White House party crashers fit a new mold: Fame at all costs

On the heels of ‘Balloon Boy,’ the White House party crashers reveal that all the world is an episode of ‘Punk’d’.

By , Staff writer

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    President Obama greets Michaele Salahi at a state dinner last week. Salahi and her husband Tareq were not on the guest list.
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Tareq Salahi, a polo-playing winemaker, and his wife, Michaele Salahi -- the White House crashers who sashayed into the most closely guarded party in the world -- fall into an emerging mold: Those who'll risk jail time for a fleeting shot at fame.

So why are people crashing the White House and setting off silver helium balloons for a show? Call it the Punk’d Age, where propriety cries out for a good prank and where all the world -- even the White House -- is a stage. And as “Octomom” has shown, getting noticed works.

Harry Shearer, the radio host and himself a famous guy, takes note on the Huffington Post: “It was obvious something was adrift, or ajar, when the phrase ‘reality-TV star’ began to be written and uttered with no trace of irony, even as more and more of these folks became involved this year in various serious crimes.”

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The Salahis follow in the footsteps of others desperate to shake their obscurity in order to become one of a rather crowded field of household names.

The “Octomom,” Nadya Suleman, parlayed an in-vitro procedure and an Angelina Jolie obsession into a pop culture phenomenon and a lucrative British documentary. Colorado dad Richard Heene, who falsely claimed that his son had boarded an errant breakaway helium balloon, pleaded guilty to a felony after admitting it was all a hoax intended to drum up buzz for a potential TV show.

Reality TV is even being broached by fading personalities in order to revive their public careers.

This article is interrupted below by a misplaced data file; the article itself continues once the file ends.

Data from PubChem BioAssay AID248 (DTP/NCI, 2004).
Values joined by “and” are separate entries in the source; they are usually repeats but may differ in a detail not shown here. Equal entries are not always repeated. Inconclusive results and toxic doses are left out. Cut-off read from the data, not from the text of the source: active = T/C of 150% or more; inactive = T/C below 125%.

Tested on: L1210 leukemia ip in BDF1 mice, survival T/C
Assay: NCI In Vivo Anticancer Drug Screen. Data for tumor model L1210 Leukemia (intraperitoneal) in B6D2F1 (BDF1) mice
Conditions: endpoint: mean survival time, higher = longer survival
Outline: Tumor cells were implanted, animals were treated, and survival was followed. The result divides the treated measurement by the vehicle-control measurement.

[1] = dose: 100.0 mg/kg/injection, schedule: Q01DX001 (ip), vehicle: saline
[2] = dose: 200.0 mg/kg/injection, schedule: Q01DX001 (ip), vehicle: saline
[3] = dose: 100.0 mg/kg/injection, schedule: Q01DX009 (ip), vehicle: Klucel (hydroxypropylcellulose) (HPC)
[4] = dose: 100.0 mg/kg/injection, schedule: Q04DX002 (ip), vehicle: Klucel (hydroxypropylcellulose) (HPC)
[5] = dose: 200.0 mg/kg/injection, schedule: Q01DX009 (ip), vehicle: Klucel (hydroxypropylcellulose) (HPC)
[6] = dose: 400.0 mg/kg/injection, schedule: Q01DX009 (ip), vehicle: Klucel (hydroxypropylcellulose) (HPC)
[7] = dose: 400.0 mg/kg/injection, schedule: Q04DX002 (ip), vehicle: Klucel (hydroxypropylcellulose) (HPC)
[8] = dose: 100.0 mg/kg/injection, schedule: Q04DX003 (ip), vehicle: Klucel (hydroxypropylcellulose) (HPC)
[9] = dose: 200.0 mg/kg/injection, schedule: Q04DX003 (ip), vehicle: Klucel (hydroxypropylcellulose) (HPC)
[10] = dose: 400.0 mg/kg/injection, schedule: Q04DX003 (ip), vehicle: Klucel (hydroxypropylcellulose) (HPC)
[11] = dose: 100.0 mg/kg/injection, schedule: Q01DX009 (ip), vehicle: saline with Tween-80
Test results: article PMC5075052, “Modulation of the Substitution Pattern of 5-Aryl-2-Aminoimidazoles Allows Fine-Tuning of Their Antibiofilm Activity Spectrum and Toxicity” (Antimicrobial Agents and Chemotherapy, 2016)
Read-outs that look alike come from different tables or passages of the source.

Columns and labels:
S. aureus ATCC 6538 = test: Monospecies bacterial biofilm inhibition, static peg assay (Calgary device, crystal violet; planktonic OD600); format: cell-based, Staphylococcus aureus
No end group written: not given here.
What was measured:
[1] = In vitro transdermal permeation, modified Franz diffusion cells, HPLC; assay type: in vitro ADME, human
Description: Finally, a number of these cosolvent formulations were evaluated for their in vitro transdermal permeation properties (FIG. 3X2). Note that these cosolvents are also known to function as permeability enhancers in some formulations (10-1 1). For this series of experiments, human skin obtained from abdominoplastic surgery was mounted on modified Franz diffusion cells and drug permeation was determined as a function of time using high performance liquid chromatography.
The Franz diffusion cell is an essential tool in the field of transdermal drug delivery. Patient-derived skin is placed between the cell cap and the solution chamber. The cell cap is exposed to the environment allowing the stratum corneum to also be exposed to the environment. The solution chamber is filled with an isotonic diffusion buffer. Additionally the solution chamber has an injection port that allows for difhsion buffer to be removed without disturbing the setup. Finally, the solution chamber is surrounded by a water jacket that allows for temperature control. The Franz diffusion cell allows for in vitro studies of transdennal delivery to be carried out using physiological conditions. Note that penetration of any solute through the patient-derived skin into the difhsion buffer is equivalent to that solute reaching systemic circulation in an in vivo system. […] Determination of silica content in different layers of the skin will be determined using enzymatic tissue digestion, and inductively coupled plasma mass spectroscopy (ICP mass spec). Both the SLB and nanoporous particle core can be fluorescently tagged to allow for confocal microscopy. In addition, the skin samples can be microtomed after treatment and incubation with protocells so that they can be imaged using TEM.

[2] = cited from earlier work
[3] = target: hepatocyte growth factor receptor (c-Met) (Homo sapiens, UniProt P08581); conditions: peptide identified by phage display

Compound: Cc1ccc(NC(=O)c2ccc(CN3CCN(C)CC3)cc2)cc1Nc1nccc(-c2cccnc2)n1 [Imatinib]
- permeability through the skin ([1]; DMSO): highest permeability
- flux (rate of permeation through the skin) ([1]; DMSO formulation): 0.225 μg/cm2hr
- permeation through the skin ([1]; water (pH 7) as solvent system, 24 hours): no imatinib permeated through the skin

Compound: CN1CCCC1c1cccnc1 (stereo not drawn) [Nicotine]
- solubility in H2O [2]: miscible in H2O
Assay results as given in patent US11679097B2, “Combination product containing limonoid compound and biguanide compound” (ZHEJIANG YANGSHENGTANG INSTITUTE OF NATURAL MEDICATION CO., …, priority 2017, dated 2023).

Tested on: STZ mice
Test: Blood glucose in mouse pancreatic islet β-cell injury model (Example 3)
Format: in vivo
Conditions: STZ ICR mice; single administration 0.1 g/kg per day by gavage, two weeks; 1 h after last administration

Tom DeLay, the former Republican House leader, competed last season on “Dancing with the Stars,” and former Illinois Gov. Rod Blagojevich turned his legislative hijinks -- including the alleged selling of a US Senate seat -- into a stint on Donald Trump’s “Celebrity Apprentice.”

Moreover, an increasingly desperate and fragmented media world is ready to push any Internet phenom out onto the broader waves, driving the growing obsession with fame at all costs.

Robert Thompson, a pop culture expert at Syracuse University, told the Wall Street Journal: "The media business is the new Ellis Island: Give me your talentless, give me your hoaxes and I will put anything on my air.”

But there’s a darker side, too: In the Salahis case, economic troubles may have ratcheted the couple’s predilection for pranks to a new, distressing level. Mr. Salahi is reportedly trying to stave off a $1 million debt in order to save his winery.

The couple apparently managed to convince producers for Bravo TV, who are casting for “The Real Housewives of D.C.,” that they had an invitation to the White House State Dinner, the President’s first. The two gatecrashers were seen exiting a car with a TV crew, including a makeup woman. They somehow got past the first line of Secret Service gate checkers and after that it was smooth sailing.

Looking like any other DC power couple in a tux and glimmering red dress, the couple worked the receiving line, and got snapshots with Joe Biden, Rahm Emmanuel and even the boss, President Obama himself, all of which were promptly posted on Facebook. The Secret Service has categorically denied that the Salahis were invited.

Though embarrassing for the Secret Service, it’s clear the couple never posed a danger to the president, other than the notion by some that Ms. Salahi could have given the President a peck wearing poison lipstick.

As most reporters -- many of whom are veteran gate-crashes at parties they weren’t invited to -- are aware, there are always weaknesses in any security cordon. And though the Salahis may be looking at criminal charges, is it really a crime to go to a party without an invitation? Are you at fault if you’re savvy or well-dressed enough to get waved in?

“Crashing a party, even at The White House, does not rise to the level of a federal crime, so much as indicate dismay that the officials in charge were not able to keep the riff raff out,” the HuffPo’s Michael Russnow writes.

Even TV producers seem taken aback by this rash of fame-hunters staking it all on publicity stunts that are both ethically and legally questionable.

Former TV executive Michael Hirschorn told the New York Times that prospective “stars” are becoming smarter about “self-producing” in order wow to producers and maybe, just maybe, score a show.

All of which may be in our historical nature.

"Americans are exhibitionists by nature, and have been so for generations, perhaps as an ongoing, unresolved reaction against the country's original Puritanism, which censured blusterers and showoffs,” writes the Daily Beast’s Tunku Varadarajan. “This is a large and competitive country, in which the most reliable way to catch the eye, or to rise above the throng is … to catch the eye and rise above the throng. Of course, when an entire throng is trying to rise above itself, an epidemic of free-form vulgarity and solipsism ensues."

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